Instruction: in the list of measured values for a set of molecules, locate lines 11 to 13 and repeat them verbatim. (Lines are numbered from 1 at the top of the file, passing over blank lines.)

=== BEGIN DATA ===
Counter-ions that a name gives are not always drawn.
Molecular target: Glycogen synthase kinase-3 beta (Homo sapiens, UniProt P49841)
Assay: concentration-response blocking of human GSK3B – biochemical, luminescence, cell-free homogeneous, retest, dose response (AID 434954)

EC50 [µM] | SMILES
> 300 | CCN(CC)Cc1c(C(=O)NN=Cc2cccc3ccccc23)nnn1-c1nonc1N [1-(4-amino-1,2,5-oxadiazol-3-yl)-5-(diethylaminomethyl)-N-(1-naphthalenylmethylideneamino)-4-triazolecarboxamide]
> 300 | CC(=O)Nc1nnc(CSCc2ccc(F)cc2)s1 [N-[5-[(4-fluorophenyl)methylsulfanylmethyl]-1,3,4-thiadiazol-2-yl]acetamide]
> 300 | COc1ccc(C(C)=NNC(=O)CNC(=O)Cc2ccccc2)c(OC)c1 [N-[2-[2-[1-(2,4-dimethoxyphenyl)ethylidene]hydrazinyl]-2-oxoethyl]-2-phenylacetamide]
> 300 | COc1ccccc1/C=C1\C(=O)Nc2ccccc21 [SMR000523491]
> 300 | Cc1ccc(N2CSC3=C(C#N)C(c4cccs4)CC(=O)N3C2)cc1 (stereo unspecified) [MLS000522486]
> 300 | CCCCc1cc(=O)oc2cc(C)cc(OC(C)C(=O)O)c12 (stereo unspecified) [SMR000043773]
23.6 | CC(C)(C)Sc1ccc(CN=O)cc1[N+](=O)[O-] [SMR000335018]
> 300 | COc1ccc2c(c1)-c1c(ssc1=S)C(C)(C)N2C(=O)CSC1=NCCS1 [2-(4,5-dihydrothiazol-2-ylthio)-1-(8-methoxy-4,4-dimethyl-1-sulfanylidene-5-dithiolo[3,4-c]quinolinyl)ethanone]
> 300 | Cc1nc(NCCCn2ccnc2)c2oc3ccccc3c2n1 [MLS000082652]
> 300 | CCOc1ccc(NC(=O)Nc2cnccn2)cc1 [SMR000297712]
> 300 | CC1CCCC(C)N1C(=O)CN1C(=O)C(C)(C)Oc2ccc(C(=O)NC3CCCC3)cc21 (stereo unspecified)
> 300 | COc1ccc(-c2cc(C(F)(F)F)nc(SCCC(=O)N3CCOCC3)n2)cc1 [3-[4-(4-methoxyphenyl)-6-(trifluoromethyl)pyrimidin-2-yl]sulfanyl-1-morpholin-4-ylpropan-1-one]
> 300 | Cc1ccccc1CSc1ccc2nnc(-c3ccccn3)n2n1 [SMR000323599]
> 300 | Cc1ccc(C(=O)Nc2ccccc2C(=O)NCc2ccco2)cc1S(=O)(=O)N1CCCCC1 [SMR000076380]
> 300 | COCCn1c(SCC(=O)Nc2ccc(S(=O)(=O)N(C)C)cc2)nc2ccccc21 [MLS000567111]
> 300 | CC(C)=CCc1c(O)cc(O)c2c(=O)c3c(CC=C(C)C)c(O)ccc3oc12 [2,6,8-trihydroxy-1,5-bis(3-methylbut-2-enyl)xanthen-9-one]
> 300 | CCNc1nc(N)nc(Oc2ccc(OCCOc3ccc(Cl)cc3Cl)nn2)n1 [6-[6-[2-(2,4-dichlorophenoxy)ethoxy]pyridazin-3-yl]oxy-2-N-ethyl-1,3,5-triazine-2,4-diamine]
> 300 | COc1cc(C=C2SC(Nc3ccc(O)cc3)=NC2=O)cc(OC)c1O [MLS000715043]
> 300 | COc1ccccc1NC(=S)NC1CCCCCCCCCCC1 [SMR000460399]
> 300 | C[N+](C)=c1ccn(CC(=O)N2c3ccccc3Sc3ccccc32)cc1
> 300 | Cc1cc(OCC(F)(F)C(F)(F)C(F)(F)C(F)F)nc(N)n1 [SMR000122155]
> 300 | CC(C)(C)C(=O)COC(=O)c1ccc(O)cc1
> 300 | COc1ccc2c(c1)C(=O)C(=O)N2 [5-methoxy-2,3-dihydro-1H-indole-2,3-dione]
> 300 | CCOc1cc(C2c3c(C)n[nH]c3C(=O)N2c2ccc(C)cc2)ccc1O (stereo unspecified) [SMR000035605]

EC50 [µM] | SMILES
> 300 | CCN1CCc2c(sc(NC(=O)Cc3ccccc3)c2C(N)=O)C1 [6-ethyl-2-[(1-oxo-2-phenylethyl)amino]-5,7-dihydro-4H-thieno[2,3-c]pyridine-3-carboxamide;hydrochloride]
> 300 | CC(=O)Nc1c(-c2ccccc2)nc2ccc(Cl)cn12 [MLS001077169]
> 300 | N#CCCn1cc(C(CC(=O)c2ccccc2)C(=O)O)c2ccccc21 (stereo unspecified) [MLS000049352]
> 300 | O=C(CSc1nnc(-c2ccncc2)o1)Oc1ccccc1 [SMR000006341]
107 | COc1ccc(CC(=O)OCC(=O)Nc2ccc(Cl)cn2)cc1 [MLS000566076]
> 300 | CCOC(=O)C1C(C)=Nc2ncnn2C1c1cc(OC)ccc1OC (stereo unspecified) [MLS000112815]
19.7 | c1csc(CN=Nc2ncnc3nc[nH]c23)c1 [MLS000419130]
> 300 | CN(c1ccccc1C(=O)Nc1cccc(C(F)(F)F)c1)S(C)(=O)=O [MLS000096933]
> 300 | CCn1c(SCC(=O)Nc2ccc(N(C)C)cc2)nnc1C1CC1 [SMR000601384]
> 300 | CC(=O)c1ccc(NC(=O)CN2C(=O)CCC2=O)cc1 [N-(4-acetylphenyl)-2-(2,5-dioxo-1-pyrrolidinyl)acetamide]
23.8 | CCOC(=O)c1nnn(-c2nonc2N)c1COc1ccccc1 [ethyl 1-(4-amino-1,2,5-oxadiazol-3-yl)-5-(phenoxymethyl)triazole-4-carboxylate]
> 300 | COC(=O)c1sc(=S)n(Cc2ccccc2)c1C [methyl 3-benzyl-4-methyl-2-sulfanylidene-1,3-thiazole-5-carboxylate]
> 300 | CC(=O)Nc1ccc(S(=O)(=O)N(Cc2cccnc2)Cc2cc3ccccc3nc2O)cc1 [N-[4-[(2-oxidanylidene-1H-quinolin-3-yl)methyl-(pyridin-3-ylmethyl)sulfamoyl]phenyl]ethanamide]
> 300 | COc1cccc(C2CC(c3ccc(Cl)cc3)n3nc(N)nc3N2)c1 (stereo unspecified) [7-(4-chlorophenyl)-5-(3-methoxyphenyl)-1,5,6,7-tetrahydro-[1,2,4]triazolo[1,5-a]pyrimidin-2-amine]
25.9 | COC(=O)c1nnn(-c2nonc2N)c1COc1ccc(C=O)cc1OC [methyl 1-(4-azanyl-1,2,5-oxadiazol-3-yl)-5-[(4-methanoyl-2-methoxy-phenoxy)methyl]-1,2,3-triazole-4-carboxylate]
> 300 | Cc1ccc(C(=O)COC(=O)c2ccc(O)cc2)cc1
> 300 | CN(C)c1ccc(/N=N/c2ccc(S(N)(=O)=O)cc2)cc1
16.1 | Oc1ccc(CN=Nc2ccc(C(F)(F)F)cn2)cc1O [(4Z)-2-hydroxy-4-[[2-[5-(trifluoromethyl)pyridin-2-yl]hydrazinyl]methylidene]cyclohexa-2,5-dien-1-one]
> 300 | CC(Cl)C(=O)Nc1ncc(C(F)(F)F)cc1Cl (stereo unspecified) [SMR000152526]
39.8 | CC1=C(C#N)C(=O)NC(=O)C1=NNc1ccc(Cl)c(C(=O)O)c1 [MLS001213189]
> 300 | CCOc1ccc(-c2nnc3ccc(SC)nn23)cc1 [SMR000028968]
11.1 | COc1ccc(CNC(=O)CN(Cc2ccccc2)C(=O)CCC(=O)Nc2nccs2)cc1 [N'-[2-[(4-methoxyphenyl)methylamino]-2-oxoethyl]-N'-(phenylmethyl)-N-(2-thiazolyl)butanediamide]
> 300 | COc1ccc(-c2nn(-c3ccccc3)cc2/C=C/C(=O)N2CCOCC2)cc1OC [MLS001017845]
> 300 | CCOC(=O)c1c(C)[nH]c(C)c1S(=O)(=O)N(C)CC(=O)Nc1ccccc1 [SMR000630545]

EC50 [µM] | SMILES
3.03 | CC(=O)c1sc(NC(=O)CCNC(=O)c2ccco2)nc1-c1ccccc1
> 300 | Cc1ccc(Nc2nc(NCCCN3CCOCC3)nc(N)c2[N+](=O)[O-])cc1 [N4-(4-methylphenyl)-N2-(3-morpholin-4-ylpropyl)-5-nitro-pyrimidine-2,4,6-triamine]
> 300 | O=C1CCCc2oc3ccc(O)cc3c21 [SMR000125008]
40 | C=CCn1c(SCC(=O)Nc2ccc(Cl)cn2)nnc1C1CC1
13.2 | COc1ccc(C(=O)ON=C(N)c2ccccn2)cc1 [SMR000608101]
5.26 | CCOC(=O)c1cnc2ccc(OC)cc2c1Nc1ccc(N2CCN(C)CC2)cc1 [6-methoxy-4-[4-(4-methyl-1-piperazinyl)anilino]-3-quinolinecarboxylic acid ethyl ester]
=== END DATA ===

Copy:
23.6 | CC(C)(C)Sc1ccc(CN=O)cc1[N+](=O)[O-] [SMR000335018]
> 300 | COc1ccc2c(c1)-c1c(ssc1=S)C(C)(C)N2C(=O)CSC1=NCCS1 [2-(4,5-dihydrothiazol-2-ylthio)-1-(8-methoxy-4,4-dimethyl-1-sulfanylidene-5-dithiolo[3,4-c]quinolinyl)ethanone]
> 300 | Cc1nc(NCCCn2ccnc2)c2oc3ccccc3c2n1 [MLS000082652]